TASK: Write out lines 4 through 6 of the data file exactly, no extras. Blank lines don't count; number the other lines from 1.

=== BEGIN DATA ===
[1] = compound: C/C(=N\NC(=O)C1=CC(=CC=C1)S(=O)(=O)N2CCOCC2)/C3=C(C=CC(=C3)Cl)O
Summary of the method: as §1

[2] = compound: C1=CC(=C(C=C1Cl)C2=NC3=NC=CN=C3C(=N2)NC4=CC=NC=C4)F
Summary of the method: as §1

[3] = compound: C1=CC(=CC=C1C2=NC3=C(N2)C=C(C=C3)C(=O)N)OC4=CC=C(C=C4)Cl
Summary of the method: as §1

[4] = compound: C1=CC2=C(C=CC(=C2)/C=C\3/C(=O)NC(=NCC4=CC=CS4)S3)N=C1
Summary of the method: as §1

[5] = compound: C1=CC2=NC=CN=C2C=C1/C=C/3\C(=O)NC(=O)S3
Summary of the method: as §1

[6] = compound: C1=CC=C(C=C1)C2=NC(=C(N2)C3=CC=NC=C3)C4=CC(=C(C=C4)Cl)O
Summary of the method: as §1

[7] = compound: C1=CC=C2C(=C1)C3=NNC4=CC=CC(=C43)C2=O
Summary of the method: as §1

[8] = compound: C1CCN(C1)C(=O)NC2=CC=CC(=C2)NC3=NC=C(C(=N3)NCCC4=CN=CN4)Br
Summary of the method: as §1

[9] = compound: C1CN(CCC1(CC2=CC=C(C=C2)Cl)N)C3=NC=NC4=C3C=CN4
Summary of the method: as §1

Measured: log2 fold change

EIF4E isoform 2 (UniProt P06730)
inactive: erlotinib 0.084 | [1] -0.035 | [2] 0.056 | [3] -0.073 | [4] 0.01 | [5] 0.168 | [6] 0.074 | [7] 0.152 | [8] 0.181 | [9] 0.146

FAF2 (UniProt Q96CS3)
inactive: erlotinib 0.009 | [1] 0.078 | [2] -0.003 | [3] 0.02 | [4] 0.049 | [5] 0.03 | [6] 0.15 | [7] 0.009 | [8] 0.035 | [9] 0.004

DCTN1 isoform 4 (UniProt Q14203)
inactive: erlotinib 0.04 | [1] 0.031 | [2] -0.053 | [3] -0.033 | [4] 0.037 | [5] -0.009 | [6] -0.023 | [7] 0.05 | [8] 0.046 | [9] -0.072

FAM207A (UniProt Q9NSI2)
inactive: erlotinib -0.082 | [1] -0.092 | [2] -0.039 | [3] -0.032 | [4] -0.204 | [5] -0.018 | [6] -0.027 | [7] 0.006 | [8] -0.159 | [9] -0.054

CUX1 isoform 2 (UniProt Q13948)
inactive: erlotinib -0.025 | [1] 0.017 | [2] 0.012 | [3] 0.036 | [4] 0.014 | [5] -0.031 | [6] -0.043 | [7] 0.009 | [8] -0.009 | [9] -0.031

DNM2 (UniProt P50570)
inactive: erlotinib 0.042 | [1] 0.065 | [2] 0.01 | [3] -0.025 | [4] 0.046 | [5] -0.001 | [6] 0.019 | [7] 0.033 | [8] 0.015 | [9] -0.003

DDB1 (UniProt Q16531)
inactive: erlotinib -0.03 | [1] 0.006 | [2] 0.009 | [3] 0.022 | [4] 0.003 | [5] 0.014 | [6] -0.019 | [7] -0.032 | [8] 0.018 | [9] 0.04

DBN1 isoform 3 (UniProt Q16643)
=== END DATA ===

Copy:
Summary of the method: as §1

[3] = compound: C1=CC(=CC=C1C2=NC3=C(N2)C=C(C=C3)C(=O)N)OC4=CC=C(C=C4)Cl
Summary of the method: as §1